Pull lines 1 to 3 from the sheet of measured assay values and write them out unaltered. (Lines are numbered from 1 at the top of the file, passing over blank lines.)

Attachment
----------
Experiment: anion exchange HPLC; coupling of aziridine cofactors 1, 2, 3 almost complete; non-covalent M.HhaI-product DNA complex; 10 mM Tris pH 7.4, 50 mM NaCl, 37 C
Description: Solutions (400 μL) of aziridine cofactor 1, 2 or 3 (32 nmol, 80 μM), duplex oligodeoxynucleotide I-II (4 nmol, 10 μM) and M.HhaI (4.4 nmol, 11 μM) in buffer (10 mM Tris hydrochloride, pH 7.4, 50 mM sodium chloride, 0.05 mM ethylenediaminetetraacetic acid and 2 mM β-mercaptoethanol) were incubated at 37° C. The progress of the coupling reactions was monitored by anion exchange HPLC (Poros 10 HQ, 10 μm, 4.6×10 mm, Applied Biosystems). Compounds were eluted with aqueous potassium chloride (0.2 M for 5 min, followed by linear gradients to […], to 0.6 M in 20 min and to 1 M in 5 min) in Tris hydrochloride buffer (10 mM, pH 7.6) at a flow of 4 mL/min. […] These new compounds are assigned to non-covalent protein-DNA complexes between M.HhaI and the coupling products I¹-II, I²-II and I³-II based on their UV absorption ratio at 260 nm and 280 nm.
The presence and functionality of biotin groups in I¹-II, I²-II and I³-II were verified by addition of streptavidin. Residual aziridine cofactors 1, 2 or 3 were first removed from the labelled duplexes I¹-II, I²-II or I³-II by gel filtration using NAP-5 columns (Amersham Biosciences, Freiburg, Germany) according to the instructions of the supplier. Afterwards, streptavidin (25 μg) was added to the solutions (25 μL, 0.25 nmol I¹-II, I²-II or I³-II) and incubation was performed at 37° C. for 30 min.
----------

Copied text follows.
Experiment: anion exchange HPLC; coupling of aziridine cofactors 1, 2, 3 almost complete; non-covalent M.HhaI-product DNA complex; 10 mM Tris pH 7.4, 50 mM NaCl, 37 C
Description: Solutions (400 μL) of aziridine cofactor 1, 2 or 3 (32 nmol, 80 μM), duplex oligodeoxynucleotide I-II (4 nmol, 10 μM) and M.HhaI (4.4 nmol, 11 μM) in buffer (10 mM Tris hydrochloride, pH 7.4, 50 mM sodium chloride, 0.05 mM ethylenediaminetetraacetic acid and 2 mM β-mercaptoethanol) were incubated at 37° C. The progress of the coupling reactions was monitored by anion exchange HPLC (Poros 10 HQ, 10 μm, 4.6×10 mm, Applied Biosystems). Compounds were eluted with aqueous potassium chloride (0.2 M for 5 min, followed by linear gradients to […], to 0.6 M in 20 min and to 1 M in 5 min) in Tris hydrochloride buffer (10 mM, pH 7.6) at a flow of 4 mL/min. […] These new compounds are assigned to non-covalent protein-DNA complexes between M.HhaI and the coupling products I¹-II, I²-II and I³-II based on their UV absorption ratio at 260 nm and 280 nm.
The presence and functionality of biotin groups in I¹-II, I²-II and I³-II were verified by addition of streptavidin. Residual aziridine cofactors 1, 2 or 3 were first removed from the labelled duplexes I¹-II, I²-II or I³-II by gel filtration using NAP-5 columns (Amersham Biosciences, Freiburg, Germany) according to the instructions of the supplier. Afterwards, streptavidin (25 μg) was added to the solutions (25 μL, 0.25 nmol I¹-II, I²-II or I³-II) and incubation was performed at 37° C. for 30 min.